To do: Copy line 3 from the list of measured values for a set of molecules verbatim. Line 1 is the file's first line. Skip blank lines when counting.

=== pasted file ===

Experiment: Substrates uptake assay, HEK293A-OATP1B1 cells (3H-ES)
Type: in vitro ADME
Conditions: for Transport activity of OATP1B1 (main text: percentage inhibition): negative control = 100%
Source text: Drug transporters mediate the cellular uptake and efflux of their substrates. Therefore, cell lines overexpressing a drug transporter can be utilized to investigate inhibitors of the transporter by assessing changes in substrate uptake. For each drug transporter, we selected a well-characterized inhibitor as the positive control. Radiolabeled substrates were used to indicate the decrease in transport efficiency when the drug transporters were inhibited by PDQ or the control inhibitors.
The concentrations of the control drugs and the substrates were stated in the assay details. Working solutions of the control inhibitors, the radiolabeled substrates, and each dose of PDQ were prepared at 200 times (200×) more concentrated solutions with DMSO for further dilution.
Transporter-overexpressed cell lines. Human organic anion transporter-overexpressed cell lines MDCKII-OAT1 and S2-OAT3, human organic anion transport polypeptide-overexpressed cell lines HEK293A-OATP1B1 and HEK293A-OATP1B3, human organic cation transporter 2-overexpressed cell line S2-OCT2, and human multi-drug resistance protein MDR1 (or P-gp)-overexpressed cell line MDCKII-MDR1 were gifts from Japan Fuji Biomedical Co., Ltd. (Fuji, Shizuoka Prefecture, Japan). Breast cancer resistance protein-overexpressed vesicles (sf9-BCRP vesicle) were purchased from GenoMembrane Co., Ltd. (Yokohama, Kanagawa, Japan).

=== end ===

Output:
Conditions: for Transport activity of OATP1B1 (main text: percentage inhibition): negative control = 100%